3 thoughts on “The State of Risk Management

  1. It is time to revisit the Cost Of Risk. That frequency of attack is proportional to attack surface is a proven hypothesis. Mean Time Between Failure is reasonably compile per firm size. The magnitude of losses remain proportionate to online record counts, the fixed costs of recovery, the variable costs of recovery and the Mean Time To Repair. Quality Functional Deployment allows break outs of losses assigned to the component parts of a loss. Thus, we actually can price the losses of leaving a system unpatched or unworking Antivirus. It is even possible to patching queue to trade speed reliability and staff costs against time waiting in line to patch known vulnerability. But when will bengin paying a software vendor 15% less for delivery of known flawed code? If is was defective factory parts you would, right? It is time to leave “high”, “medium” and “low” or even risk on an non-cost calibrated scale of 1 to 5 in the dust. How much project budget is a 4 worth to fix anyway?


  2. Achieving business objectives on any scale thrives on a balanced diet of strategic direction, clearly defined process and product/service architecture, managing change from within/out, **risk control**, and independent input, wrapped in an implementation plan so that unfavorable variation can be detected.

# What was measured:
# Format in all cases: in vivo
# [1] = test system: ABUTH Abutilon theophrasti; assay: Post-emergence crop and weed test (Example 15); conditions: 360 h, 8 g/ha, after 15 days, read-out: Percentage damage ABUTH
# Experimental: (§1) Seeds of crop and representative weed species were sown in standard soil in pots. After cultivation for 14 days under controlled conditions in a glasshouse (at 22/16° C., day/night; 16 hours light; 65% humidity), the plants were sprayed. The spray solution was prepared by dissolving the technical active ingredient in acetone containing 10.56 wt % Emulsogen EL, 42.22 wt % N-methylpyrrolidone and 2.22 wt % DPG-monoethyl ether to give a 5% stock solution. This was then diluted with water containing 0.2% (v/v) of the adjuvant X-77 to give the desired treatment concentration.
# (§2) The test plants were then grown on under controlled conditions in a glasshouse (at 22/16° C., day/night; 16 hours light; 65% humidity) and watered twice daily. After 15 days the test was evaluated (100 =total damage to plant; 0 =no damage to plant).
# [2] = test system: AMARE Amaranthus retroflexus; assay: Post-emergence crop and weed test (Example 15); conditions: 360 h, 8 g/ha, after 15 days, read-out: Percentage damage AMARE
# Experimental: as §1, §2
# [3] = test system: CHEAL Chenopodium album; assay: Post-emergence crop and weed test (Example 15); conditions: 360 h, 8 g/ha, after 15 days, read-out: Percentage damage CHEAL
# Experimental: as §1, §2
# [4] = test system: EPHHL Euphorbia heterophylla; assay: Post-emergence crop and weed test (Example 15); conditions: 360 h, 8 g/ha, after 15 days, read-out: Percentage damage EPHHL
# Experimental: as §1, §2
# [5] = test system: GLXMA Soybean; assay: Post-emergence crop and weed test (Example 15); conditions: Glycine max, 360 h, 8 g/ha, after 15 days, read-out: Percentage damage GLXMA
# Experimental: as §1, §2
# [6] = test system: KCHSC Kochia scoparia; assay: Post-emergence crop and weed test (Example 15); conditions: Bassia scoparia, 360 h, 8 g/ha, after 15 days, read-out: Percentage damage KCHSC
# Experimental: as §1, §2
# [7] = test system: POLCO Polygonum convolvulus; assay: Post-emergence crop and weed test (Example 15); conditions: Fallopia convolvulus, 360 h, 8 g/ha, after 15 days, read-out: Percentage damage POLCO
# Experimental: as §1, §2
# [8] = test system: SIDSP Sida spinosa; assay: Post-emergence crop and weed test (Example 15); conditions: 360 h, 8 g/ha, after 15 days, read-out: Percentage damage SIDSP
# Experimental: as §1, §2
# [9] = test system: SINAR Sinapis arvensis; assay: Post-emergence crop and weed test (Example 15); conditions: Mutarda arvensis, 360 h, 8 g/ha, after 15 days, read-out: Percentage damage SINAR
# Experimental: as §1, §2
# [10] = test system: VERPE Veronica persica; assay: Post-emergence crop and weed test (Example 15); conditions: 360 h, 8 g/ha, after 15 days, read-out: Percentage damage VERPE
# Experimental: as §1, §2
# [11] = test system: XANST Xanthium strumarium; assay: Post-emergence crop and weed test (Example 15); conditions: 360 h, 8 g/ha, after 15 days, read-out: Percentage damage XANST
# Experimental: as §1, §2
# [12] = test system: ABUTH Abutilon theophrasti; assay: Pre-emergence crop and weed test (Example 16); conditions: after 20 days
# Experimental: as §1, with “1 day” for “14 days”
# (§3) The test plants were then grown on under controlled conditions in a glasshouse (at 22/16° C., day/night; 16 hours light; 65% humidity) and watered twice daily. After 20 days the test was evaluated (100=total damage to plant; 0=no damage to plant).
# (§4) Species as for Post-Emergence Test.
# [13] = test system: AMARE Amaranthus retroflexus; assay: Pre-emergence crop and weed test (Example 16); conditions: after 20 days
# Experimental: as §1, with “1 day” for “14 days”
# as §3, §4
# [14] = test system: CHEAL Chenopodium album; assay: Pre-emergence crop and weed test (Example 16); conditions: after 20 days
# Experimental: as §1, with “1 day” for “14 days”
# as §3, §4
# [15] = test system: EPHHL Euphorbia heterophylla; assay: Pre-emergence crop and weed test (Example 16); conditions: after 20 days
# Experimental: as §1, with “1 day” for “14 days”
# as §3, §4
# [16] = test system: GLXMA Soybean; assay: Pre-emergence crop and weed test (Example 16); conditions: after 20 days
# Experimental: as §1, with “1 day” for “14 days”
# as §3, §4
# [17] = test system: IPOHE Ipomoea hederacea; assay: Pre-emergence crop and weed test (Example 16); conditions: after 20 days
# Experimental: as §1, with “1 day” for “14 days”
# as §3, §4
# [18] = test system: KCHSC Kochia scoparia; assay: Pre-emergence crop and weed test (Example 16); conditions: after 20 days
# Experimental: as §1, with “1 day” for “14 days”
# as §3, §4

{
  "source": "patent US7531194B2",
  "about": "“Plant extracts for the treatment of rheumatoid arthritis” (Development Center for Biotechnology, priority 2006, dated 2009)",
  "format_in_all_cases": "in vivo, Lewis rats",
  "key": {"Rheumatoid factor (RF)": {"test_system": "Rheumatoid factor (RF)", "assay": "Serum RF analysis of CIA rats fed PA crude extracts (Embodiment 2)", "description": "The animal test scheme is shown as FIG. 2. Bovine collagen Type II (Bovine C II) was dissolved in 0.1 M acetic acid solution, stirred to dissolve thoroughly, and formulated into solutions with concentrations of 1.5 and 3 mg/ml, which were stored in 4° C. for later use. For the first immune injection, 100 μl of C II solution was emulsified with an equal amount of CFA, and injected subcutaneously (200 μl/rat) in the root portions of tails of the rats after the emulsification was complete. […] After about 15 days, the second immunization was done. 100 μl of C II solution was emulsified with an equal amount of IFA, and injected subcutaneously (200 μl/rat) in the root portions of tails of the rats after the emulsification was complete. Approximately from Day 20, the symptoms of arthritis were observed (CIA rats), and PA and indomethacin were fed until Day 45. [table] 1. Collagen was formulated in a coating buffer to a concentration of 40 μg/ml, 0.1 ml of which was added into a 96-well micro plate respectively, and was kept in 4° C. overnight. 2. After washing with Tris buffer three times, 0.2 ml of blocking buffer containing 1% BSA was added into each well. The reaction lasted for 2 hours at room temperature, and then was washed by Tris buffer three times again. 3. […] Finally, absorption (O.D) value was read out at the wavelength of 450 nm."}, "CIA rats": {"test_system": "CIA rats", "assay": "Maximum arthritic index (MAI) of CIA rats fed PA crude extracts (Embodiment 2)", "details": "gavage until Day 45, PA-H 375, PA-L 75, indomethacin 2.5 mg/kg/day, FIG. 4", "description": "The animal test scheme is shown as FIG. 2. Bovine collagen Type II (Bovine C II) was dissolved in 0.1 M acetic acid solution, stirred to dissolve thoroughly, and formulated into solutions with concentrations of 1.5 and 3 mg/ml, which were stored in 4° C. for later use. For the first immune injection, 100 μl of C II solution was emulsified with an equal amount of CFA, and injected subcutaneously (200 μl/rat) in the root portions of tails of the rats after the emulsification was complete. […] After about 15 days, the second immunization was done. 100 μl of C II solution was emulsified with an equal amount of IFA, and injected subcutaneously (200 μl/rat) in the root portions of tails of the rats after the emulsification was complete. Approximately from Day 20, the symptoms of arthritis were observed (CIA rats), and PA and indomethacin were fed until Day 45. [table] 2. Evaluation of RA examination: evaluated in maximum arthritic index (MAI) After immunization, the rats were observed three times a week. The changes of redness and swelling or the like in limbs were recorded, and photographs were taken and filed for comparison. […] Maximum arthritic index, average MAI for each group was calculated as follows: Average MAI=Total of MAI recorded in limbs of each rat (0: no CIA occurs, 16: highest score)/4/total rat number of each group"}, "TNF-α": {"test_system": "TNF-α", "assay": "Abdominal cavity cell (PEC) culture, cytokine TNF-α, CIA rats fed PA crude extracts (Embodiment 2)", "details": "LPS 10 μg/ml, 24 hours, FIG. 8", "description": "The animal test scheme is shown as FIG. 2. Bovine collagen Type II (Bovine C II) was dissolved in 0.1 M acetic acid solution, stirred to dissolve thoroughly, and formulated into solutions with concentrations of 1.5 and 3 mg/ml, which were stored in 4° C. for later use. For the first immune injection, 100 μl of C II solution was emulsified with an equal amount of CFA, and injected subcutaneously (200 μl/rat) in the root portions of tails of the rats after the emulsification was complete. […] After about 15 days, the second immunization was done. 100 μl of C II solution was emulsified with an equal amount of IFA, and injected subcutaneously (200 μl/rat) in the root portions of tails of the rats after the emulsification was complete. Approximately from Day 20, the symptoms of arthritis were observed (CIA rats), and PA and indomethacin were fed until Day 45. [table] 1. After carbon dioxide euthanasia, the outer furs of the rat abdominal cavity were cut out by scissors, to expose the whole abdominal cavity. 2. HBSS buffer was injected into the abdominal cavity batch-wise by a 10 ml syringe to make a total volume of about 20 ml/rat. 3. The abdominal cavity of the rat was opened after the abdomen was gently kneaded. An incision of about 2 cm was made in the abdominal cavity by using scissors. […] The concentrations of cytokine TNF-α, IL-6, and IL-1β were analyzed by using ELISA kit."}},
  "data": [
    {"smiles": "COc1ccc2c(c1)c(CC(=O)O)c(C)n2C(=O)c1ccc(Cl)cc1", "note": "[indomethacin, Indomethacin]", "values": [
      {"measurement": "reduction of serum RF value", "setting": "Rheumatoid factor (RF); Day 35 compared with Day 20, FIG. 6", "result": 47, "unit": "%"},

3. Bill…is a board ever going to say they are happy with the level and quality of risk analysis?. Of course not. They have an explicit requirement to ensure a risk management framework is effective as part of their corporate governance responsibilities. It is not in their interests to ever say privately they are satisfied. Hence for the last 30 plus years we have had surveys repeating the same thing over and over again…and consultants using them to start a sales conversation, over and over again. The aspect that is interesting to me is that such apparent unhappiness by boards with the quality of risk analysis never ever spills over to them concluding their risk mgt frameworks are ineffective in any way with this then being highlighted in their annual report (as is the case here in Australia and Malaysia where organisations are encouraged to comment on their risk mgt frameworks…I wonder why?). The other interesting thing is that boards have the power and clout to get better risk analysis but they choose not to?. All part of the entire corporate governance myth around risk mgt. In regards to the Marks comments, all that is really being said in my view is that we do risk analysis to assist decision making to achieve business objectives. Somewhere along the line the context step in the RM process got forgotten about with the fixation on coming up with a list of risks to fill up a risk register. Instead of really understanding why in the first place we are doing this risk analysis which is to support decision making in relation to objectives, and which by the way does not happen according to when a Risk Committee meets but is happening all the time in an organisation. Better risk analysis at the point decisions are made in regard to objectives is not something any risk practitioner (let alone Marks) would ever disagree with, I think. Doing risk analysis for the sake of doing it to fill up a risk register so that there is something to report to a Risk Committee on a quarterly basis…that is something I am sure you would agree, no one should support. But it goes on all over the world, because formal risk mgt ( as typically defined by risk registers, reports and Risk Committees) has become nothing more than a convenient way for directors to quickly and conveniently say they have met their RM Corporate Governance responsibilities. The big issue for me here is the lack of real substance behind why and how organisations have been allowed to treat the meeting of their RM CG respobsibilities in such a superficial way. But is it in anyones interest to address this?. Probably not as proven why formal risk mgt remains in the state it is in today. Rgs Glenn